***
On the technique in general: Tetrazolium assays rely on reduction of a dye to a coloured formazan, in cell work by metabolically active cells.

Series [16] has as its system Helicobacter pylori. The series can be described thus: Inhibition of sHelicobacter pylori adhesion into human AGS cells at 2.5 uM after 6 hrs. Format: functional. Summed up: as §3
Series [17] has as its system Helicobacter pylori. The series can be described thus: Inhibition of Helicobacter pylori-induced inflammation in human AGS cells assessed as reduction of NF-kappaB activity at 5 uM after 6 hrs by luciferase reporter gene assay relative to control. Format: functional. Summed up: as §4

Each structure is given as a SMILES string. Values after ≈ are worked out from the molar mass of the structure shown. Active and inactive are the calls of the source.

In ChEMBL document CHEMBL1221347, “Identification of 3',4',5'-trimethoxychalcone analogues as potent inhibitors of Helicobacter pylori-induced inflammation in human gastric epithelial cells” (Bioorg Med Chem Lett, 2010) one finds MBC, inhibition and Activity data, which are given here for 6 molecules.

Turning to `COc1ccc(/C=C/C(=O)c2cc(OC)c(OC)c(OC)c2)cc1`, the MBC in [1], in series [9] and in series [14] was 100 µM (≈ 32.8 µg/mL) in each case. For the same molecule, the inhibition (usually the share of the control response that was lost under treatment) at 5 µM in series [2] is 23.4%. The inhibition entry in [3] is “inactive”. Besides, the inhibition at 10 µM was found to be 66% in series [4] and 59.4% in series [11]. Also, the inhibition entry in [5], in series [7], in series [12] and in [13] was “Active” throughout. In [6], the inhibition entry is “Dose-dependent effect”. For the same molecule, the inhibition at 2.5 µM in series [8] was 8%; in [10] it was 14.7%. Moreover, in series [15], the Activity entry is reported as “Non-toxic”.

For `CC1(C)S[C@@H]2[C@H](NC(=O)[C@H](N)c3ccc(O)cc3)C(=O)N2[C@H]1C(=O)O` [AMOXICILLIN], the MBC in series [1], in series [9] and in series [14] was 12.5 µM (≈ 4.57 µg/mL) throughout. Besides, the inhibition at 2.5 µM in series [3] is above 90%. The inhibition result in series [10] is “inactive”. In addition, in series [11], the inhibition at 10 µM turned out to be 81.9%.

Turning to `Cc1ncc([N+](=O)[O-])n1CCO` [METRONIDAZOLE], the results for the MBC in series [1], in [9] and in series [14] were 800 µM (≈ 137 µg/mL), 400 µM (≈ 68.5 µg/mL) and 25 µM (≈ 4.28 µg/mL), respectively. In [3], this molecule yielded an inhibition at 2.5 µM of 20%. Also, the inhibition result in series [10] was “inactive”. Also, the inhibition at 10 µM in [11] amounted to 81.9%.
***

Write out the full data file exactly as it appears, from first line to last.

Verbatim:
On the technique in general: Tetrazolium assays rely on reduction of a dye to a coloured formazan, in cell work by metabolically active cells.

Series [16] has as its system Helicobacter pylori. The series can be described thus: Inhibition of sHelicobacter pylori adhesion into human AGS cells at 2.5 uM after 6 hrs. Format: functional. Summed up: as §3
Series [17] has as its system Helicobacter pylori. The series can be described thus: Inhibition of Helicobacter pylori-induced inflammation in human AGS cells assessed as reduction of NF-kappaB activity at 5 uM after 6 hrs by luciferase reporter gene assay relative to control. Format: functional. Summed up: as §4

Each structure is given as a SMILES string. Values after ≈ are worked out from the molar mass of the structure shown. Active and inactive are the calls of the source.

In ChEMBL document CHEMBL1221347, “Identification of 3',4',5'-trimethoxychalcone analogues as potent inhibitors of Helicobacter pylori-induced inflammation in human gastric epithelial cells” (Bioorg Med Chem Lett, 2010) one finds MBC, inhibition and Activity data, which are given here for 6 molecules.

Turning to `COc1ccc(/C=C/C(=O)c2cc(OC)c(OC)c(OC)c2)cc1`, the MBC in [1], in series [9] and in series [14] was 100 µM (≈ 32.8 µg/mL) in each case. For the same molecule, the inhibition (usually the share of the control response that was lost under treatment) at 5 µM in series [2] is 23.4%. The inhibition entry in [3] is “inactive”. Besides, the inhibition at 10 µM was found to be 66% in series [4] and 59.4% in series [11]. Also, the inhibition entry in [5], in series [7], in series [12] and in [13] was “Active” throughout. In [6], the inhibition entry is “Dose-dependent effect”. For the same molecule, the inhibition at 2.5 µM in series [8] was 8%; in [10] it was 14.7%. Moreover, in series [15], the Activity entry is reported as “Non-toxic”.

For `CC1(C)S[C@@H]2[C@H](NC(=O)[C@H](N)c3ccc(O)cc3)C(=O)N2[C@H]1C(=O)O` [AMOXICILLIN], the MBC in series [1], in series [9] and in series [14] was 12.5 µM (≈ 4.57 µg/mL) throughout. Besides, the inhibition at 2.5 µM in series [3] is above 90%. The inhibition result in series [10] is “inactive”. In addition, in series [11], the inhibition at 10 µM turned out to be 81.9%.

Turning to `Cc1ncc([N+](=O)[O-])n1CCO` [METRONIDAZOLE], the results for the MBC in series [1], in [9] and in series [14] were 800 µM (≈ 137 µg/mL), 400 µM (≈ 68.5 µg/mL) and 25 µM (≈ 4.28 µg/mL), respectively. In [3], this molecule yielded an inhibition at 2.5 µM of 20%. Also, the inhibition result in series [10] was “inactive”. Also, the inhibition at 10 µM in [11] amounted to 81.9%.